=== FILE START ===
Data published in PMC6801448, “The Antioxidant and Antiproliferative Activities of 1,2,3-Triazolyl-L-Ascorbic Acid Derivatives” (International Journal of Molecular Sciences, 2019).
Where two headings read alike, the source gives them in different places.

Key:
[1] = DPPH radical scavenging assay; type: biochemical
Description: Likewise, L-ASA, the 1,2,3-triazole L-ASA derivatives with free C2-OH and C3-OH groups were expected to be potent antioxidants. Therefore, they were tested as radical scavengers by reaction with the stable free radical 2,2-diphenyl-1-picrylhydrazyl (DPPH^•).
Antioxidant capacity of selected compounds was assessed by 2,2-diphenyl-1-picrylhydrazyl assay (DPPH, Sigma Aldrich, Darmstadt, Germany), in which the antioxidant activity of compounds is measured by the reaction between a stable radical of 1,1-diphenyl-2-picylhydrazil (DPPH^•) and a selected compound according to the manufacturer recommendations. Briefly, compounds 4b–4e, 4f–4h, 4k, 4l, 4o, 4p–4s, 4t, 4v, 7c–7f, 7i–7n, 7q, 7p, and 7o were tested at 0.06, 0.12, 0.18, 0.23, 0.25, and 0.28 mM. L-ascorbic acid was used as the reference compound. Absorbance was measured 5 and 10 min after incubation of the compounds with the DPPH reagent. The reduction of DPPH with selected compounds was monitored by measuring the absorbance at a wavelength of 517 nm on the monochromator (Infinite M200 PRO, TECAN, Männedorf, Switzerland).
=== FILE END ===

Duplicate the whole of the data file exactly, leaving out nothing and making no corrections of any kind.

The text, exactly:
Data published in PMC6801448, “The Antioxidant and Antiproliferative Activities of 1,2,3-Triazolyl-L-Ascorbic Acid Derivatives” (International Journal of Molecular Sciences, 2019).
Where two headings read alike, the source gives them in different places.

Key:
[1] = DPPH radical scavenging assay; type: biochemical
Description: Likewise, L-ASA, the 1,2,3-triazole L-ASA derivatives with free C2-OH and C3-OH groups were expected to be potent antioxidants. Therefore, they were tested as radical scavengers by reaction with the stable free radical 2,2-diphenyl-1-picrylhydrazyl (DPPH^•).
Antioxidant capacity of selected compounds was assessed by 2,2-diphenyl-1-picrylhydrazyl assay (DPPH, Sigma Aldrich, Darmstadt, Germany), in which the antioxidant activity of compounds is measured by the reaction between a stable radical of 1,1-diphenyl-2-picylhydrazil (DPPH^•) and a selected compound according to the manufacturer recommendations. Briefly, compounds 4b–4e, 4f–4h, 4k, 4l, 4o, 4p–4s, 4t, 4v, 7c–7f, 7i–7n, 7q, 7p, and 7o were tested at 0.06, 0.12, 0.18, 0.23, 0.25, and 0.28 mM. L-ascorbic acid was used as the reference compound. Absorbance was measured 5 and 10 min after incubation of the compounds with the DPPH reagent. The reduction of DPPH with selected compounds was monitored by measuring the absorbance at a wavelength of 517 nm on the monochromator (Infinite M200 PRO, TECAN, Männedorf, Switzerland).